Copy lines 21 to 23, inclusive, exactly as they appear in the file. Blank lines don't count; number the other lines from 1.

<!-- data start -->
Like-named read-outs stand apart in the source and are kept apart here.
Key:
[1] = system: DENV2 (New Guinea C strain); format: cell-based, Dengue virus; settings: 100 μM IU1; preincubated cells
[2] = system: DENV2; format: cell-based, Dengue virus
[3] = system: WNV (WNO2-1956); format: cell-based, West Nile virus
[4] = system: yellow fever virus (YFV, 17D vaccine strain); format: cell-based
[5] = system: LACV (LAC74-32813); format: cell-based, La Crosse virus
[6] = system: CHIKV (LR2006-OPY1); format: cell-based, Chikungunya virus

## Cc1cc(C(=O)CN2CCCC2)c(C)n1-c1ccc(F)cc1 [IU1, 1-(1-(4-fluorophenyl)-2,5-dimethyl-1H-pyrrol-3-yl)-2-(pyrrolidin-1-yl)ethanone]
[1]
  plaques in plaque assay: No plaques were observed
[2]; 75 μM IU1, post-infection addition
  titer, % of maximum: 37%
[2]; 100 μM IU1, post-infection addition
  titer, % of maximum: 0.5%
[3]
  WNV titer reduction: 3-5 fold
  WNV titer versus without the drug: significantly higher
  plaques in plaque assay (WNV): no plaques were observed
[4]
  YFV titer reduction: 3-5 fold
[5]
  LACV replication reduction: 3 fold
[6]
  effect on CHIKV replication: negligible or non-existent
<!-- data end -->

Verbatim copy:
  YFV titer reduction: 3-5 fold
[5]
  LACV replication reduction: 3 fold